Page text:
The Cold War inadvertently led to the formation of two human rights treaties – with specific civil rights being encouraged by the West and participatory rights by the East. These participatory rights have found their voice in energy and extractive resource governance in Sub-Saharan Africa. This is due to lack of socio-economic infrastructure, corruption, and the weak or non-existent rule of law. Harnessing the benefits of extractive resources have been problematic, as the countries concerned failed to reap the benefits of the resources, and the development of the resources triggered violent conflicts, destroyed the environment, exacerbated inequalities across gender and geography, displaced communities, and undermined democratic governance. Concretely, this chapter argues for participatory mechanisms anchored on development paradigms, whereby local communities are given the opportunity to participate in decisions concerning the extraction, use, and management of their resources. The critical questions asked are: Who delineates the contested space of participation and how are multiple layers of organized participation adopted? Various approaches have recently emerged which seek to ensure impactful extractive resource governance. One such approach is the use of participation in decision-making processes. While the use of participatory democracy by local communities in resource governance aims to achieve some form of control over the direction of their environment, it could hinder efforts aimed at robust emancipation of local communities – further leading to a hegemonic uprising in the community. The potential for participatory development mechanisms as an inducement to encourage local community participation in resource governance is examined. Encouraging environmental democratization is indispensable for achieving environmental justice in resource-rich, weak zones.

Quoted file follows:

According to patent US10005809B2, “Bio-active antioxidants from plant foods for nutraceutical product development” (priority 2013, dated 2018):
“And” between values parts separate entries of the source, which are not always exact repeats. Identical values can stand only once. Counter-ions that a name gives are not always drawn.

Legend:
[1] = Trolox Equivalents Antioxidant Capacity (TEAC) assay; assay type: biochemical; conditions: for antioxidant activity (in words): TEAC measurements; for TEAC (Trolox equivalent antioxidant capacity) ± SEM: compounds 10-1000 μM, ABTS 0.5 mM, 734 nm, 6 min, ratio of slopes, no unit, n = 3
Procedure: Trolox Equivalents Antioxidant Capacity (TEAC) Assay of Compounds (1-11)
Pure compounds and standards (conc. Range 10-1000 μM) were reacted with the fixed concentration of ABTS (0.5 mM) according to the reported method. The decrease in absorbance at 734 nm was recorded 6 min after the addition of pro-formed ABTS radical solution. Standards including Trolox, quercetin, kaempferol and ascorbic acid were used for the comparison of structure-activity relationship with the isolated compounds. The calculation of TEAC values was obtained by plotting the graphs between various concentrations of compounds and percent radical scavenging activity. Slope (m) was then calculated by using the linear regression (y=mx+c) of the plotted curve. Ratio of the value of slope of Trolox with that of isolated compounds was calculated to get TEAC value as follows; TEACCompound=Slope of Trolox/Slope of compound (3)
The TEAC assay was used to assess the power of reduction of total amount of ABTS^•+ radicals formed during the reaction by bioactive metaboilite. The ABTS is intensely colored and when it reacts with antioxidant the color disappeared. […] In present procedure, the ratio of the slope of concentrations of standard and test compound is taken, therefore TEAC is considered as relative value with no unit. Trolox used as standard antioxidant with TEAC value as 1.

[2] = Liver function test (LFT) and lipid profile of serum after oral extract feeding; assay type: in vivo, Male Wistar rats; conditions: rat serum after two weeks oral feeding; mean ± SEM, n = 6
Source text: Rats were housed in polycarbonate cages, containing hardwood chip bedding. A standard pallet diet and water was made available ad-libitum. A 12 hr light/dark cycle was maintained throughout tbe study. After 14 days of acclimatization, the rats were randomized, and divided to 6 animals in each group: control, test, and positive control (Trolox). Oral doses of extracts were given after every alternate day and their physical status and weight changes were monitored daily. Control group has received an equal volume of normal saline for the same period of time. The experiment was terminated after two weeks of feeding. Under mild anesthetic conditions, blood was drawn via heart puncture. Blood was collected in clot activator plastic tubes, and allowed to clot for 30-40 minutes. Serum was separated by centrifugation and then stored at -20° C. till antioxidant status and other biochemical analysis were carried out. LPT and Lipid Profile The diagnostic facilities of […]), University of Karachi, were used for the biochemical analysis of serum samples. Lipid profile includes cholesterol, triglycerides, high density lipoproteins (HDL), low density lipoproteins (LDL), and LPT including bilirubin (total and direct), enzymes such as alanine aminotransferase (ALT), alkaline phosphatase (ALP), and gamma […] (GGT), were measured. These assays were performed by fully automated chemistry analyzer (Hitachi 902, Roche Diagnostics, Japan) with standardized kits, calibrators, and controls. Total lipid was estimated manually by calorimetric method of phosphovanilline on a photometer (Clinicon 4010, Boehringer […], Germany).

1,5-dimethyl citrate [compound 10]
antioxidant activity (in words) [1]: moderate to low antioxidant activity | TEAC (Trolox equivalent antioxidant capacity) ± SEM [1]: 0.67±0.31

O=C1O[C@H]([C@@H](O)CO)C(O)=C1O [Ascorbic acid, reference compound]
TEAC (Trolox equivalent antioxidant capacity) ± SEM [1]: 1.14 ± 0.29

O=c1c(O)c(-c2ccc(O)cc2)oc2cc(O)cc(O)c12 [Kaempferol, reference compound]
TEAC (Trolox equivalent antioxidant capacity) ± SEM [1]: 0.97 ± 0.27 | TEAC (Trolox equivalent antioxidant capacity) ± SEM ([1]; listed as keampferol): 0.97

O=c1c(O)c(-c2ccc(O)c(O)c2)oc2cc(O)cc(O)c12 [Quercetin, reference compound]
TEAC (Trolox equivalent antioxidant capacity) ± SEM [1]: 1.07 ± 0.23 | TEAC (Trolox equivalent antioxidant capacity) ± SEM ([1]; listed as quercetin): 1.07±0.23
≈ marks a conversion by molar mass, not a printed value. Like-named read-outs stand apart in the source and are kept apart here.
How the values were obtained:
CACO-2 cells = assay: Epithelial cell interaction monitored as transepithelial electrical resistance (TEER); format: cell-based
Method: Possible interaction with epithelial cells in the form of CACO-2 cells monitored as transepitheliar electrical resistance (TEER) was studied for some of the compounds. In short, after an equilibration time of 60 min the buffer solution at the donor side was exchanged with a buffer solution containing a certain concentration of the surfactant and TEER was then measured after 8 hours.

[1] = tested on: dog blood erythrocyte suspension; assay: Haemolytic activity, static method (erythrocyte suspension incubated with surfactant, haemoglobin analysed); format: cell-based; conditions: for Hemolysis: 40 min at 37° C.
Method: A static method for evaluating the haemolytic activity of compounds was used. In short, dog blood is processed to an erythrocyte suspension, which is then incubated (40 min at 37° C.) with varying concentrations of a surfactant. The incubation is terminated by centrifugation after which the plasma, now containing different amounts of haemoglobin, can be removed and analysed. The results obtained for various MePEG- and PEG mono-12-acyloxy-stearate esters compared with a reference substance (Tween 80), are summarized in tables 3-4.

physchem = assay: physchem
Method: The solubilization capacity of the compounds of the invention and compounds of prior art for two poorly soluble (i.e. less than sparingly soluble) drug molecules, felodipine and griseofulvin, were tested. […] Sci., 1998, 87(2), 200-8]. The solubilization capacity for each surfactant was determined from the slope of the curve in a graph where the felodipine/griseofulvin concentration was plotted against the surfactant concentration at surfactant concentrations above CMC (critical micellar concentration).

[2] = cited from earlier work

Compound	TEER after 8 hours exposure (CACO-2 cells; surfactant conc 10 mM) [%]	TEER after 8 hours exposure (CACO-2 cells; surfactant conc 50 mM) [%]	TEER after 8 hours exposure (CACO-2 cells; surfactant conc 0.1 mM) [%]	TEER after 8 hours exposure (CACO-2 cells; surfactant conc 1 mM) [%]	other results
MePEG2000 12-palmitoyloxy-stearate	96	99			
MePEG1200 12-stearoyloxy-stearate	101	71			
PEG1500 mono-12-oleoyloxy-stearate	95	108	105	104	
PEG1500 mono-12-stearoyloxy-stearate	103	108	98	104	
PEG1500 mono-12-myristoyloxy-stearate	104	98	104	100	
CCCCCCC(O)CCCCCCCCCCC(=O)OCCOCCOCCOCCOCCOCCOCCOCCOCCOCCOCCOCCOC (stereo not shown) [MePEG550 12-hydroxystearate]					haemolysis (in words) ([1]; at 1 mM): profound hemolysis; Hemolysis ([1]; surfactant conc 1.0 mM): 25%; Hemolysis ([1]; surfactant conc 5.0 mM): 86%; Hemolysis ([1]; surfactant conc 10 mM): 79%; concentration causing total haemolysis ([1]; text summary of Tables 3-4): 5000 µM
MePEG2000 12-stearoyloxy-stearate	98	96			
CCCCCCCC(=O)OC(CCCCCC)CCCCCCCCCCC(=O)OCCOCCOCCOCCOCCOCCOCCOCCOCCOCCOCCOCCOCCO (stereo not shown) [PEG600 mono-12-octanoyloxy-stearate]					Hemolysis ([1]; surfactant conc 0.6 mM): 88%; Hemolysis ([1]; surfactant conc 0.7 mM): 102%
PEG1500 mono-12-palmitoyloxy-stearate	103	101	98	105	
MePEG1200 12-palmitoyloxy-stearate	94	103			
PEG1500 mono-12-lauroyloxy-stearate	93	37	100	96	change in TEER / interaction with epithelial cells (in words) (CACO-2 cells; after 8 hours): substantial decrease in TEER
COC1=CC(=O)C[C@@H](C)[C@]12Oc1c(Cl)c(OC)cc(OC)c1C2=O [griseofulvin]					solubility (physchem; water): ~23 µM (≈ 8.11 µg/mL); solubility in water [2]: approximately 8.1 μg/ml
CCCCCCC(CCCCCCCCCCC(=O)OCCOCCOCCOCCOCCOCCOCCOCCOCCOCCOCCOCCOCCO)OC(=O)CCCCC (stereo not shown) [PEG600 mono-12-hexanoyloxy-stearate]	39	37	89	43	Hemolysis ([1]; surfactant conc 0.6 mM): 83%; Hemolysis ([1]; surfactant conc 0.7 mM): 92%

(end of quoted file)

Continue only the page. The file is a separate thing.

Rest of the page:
|Title of host publication||Business and Human Rights Law and Practice in Africa|
|Editors||Damilola Olawuyi, Oyeniyi Abe|
|Place of Publication||United Kingdom|
|Publisher||Edward Elgar Publishing Ltd.|
|Publication status||Accepted/In press - 21 Jun 2021|